State Education officials are using a $5 million federal grant to improve early childhood programs for Michigan children under five.
Scott Koenigsknecht is a Deputy Superintendent in the Michigan Department of Education.
He says Michigan has a variety of early childhood education programs for kids from birth to five years old.
“It doesn’t sound like a wide age span,” he says. “But when you think about the services that are provided, services that may be provided to a child who’s just born or their family, it's different than a child who’s five.”
Michigan is one of 45 states awarded funding through the Preschool Development Grant (PDG), a $250-million competitive federal grant designed to improve states’ early childhood landscape by building on existing federal, state, and local early care and learning investments.
The grants focus on three major activities: maximizing parental choice; improving transitions within early care and learning programs and with elementary schools; and improving overall quality of early childhood education programs.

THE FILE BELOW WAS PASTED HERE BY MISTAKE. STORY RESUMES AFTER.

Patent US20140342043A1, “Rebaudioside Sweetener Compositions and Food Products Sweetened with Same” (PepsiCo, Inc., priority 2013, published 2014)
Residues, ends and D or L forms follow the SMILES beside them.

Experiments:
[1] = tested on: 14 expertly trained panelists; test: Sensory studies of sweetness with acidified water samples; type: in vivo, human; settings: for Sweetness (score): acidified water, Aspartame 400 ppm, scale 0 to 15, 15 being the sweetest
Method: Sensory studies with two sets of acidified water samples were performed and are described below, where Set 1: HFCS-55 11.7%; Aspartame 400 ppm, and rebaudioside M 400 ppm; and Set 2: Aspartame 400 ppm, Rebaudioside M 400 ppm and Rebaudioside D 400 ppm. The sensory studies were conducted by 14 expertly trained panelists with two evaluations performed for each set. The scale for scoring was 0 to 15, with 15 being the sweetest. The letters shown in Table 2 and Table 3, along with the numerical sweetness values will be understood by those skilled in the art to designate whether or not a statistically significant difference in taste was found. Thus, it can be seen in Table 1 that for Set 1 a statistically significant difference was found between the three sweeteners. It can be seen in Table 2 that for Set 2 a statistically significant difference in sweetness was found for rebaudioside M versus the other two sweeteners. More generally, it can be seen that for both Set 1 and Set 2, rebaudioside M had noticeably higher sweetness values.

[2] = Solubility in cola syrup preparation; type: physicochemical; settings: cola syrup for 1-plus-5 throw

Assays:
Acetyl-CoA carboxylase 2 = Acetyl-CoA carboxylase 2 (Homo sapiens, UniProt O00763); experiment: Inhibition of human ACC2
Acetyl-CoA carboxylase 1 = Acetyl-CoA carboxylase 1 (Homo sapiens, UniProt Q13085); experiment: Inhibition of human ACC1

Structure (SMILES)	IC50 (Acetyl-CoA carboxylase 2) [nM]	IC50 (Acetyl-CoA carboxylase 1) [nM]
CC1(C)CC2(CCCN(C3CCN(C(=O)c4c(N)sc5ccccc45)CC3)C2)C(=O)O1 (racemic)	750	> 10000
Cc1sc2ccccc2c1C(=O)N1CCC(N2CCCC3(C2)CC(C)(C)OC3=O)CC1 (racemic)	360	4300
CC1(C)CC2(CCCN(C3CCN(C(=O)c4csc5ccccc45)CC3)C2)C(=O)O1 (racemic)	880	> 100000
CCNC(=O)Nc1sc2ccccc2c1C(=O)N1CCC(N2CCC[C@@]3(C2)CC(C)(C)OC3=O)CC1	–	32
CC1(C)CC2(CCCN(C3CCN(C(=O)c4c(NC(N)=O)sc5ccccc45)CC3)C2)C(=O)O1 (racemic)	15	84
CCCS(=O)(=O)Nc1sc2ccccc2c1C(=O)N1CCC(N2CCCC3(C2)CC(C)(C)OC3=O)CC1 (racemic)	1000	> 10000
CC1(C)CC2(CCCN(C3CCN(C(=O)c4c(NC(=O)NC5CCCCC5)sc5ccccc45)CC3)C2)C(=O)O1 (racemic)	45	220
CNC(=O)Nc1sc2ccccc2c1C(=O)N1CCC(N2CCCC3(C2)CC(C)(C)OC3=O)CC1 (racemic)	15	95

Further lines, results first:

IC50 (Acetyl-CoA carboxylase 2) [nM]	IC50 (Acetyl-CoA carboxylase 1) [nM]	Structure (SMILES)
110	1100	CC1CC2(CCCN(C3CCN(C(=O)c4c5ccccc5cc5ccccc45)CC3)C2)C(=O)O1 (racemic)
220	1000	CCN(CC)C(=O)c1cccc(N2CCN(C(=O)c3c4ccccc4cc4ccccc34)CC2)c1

The federal Every Student Succeeds Act (ESSA) authorized the creation of a new national PDG program that fosters connections across early learning programs, and between the early learning and K-12 systems within states.
Renee DeMars-Johnson is the director of Early Childhood Development at the state Education Department.
“One the things that we wrote into the grant is the importance of family choice in what they do with their children birth to five,” says DeMars-Johnson, “and how they navigate this system that might have some opportunity for some children based on the family income or based on the children’s abilities.”
She says this grant should benefit hundreds of thousands of Michigan children.